As already mentioned, the balance of the electricity system in the past two years was done by PE EMS largely by purchasing and selling balance energy on the national balance market, and/or byengaging balance entities to work in secondary and tertiary regulation.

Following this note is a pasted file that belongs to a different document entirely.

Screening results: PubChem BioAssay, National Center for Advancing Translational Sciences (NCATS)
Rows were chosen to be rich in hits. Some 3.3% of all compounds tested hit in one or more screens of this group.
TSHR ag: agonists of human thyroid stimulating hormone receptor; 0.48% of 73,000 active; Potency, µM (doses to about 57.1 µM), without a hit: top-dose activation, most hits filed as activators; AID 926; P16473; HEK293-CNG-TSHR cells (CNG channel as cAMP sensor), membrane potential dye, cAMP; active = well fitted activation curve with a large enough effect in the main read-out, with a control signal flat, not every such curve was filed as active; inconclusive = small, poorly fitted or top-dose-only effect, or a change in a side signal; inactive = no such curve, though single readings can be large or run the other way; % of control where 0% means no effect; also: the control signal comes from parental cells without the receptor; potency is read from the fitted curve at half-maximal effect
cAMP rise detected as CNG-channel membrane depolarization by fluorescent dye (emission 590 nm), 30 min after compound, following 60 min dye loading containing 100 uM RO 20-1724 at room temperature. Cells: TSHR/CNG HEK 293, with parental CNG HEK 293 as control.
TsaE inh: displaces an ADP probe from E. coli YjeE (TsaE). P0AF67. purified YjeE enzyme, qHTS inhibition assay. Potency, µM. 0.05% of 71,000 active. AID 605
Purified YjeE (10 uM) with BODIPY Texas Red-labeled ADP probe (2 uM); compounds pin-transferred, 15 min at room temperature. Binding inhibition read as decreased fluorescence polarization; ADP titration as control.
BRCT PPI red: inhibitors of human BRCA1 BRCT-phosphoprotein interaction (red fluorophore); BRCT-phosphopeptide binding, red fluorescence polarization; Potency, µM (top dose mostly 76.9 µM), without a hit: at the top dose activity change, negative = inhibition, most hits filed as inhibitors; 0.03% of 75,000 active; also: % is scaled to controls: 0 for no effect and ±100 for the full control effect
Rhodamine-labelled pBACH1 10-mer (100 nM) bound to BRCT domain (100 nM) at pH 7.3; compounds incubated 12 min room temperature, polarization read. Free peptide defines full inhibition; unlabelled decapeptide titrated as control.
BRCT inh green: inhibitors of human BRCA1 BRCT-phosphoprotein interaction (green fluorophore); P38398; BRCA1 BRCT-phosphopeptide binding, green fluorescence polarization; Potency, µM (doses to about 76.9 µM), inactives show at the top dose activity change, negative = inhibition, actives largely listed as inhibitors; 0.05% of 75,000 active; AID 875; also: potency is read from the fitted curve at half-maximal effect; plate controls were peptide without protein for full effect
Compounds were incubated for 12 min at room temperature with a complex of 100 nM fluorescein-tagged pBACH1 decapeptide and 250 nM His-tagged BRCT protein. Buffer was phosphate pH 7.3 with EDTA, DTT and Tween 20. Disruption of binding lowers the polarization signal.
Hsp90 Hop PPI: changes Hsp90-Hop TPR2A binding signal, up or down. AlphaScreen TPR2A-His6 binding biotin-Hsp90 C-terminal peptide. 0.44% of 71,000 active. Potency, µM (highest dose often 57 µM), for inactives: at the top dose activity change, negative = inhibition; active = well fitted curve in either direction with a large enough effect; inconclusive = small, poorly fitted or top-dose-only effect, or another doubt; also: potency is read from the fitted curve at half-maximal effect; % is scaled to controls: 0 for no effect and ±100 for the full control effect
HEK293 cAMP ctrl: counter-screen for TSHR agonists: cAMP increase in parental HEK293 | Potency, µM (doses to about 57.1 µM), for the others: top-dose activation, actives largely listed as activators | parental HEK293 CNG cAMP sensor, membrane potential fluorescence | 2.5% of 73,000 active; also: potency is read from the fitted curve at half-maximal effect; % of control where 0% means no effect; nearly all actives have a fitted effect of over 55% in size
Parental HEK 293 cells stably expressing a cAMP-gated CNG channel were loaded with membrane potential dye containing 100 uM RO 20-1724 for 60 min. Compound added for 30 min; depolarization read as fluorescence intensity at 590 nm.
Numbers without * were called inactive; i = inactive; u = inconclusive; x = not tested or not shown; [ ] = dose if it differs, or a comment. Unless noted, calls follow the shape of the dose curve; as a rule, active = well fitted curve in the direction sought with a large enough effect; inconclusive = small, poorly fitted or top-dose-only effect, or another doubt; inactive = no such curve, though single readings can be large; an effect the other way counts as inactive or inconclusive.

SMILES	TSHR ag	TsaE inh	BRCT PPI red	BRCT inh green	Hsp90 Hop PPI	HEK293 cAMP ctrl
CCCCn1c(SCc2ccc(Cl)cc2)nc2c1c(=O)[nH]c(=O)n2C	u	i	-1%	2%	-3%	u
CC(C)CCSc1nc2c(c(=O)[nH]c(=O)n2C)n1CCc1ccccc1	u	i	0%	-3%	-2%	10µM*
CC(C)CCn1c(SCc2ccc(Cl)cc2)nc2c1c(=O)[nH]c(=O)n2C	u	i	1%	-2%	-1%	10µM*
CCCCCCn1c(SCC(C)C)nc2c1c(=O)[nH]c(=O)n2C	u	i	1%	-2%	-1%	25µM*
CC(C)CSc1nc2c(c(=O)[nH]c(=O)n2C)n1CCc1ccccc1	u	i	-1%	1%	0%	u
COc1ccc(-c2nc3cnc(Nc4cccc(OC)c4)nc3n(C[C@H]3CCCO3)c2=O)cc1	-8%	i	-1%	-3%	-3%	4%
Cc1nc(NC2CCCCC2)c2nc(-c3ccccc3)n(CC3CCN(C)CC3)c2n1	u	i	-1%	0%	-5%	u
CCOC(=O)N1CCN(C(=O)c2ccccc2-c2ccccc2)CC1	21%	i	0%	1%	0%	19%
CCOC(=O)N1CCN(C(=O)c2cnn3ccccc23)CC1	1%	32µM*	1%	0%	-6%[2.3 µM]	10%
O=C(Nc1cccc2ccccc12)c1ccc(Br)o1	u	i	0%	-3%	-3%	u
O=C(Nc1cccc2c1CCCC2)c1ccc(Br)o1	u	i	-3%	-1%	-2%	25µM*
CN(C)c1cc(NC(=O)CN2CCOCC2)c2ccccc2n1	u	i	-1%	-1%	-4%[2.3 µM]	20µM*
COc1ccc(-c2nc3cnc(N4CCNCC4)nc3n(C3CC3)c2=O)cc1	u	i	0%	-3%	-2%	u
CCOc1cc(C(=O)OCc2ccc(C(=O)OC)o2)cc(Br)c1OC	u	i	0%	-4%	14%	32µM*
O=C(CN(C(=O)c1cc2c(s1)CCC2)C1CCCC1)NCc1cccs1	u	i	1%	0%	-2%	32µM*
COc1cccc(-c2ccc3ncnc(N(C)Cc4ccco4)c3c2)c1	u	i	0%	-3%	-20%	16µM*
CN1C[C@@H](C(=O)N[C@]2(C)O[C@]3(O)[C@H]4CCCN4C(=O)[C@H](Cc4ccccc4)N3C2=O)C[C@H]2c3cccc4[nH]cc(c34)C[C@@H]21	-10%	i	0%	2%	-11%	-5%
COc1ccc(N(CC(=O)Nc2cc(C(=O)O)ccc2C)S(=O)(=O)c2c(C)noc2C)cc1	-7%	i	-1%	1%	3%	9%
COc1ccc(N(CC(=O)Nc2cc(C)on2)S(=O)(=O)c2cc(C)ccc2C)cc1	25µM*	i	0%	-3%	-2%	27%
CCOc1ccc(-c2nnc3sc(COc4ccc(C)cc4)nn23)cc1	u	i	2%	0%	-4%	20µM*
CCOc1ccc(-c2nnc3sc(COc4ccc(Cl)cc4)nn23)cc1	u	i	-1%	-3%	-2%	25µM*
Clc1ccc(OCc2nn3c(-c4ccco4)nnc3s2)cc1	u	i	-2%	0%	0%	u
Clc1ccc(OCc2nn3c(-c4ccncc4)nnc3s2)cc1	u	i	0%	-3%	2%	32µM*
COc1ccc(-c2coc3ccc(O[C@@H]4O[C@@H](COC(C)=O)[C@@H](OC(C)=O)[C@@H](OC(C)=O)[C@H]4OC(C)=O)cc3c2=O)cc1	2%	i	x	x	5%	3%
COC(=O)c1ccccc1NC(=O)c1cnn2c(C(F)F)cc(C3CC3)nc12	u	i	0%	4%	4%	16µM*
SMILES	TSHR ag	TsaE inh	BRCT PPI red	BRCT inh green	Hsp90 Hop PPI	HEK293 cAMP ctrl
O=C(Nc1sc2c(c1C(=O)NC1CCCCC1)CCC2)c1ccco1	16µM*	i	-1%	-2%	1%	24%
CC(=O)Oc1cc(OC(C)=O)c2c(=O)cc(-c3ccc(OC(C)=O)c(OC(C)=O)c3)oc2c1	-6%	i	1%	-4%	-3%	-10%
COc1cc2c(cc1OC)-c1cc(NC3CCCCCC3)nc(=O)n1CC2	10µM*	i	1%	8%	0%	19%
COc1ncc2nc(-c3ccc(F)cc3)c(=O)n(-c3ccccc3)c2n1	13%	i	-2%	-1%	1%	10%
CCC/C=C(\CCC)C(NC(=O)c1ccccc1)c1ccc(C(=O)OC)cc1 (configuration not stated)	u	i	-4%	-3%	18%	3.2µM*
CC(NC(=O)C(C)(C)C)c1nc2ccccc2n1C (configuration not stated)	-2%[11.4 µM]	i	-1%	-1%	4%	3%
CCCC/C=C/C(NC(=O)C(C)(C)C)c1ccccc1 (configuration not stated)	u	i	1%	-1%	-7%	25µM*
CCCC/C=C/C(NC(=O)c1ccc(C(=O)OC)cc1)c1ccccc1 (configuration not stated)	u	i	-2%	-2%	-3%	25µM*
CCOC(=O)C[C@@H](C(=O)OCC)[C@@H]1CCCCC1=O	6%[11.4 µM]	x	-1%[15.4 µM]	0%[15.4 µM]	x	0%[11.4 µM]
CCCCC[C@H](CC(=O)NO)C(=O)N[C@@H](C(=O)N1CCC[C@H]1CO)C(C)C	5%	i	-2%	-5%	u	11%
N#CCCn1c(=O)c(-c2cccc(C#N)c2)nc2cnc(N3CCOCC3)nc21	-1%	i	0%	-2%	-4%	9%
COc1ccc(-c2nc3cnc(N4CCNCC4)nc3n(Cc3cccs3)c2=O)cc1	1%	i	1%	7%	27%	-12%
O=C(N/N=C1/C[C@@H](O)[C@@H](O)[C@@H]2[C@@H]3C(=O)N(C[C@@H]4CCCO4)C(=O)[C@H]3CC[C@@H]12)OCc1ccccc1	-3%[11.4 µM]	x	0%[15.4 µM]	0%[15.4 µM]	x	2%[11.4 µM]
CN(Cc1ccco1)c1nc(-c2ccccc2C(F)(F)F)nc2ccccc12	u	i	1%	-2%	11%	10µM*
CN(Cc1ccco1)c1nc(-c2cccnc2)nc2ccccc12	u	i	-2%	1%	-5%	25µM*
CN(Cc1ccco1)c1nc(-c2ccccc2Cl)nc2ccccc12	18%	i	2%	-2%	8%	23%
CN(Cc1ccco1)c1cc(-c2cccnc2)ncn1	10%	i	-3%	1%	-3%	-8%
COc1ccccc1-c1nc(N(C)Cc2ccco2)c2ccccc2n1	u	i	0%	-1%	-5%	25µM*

Looking only at the values of engaged balance energy, concrete conclusions cannot be made on the functioning of the balance market in the past two years. If this information is added to the information on the movement of the average settlement prices, it can be concluded that the balance market with regards to prices stabilized in early 2014. The reason for this market behavior lies, inter alia, in the structure of the market participants i.e. the structure of the balance responsible parties that by their deviations initiated the operation of the balance mechanism directly. In 2013, in a market area of PE EMS, only two balance groups were formed, i.e. there was a very small percentage of consumers who have been out of balance group of the dominant market participant. In early 2014, by a large number of buyers on middle and low voltage entering the market, new balance groups were formed. The number of buyers who have changed suppliers and left balance group of the dominant participant has progressively increased towards the end of 2014, which was properly followed by the upward trend of the settlement prices in 2014 and reaching their realistic market value. However, from the aspect of analysis of the balancemarket operation, the most important fact is the presence of only one participant in the balance market – a dominant participant. In view of the above, in 2013, the fluctuations of the values of settlement prices can be interpreted as an attempt of the dominant participant to find the optimal operation mode, on one hand as the greatest cause for deviations, and on the other hand as the only participant in the balance market. In 2014, a certain number of consumers entering the free market and the formation of another balance group lead to moderate stabilization of the balance market and approaching realistic value of the prices of engaged balance energy, and thus the settlement prices.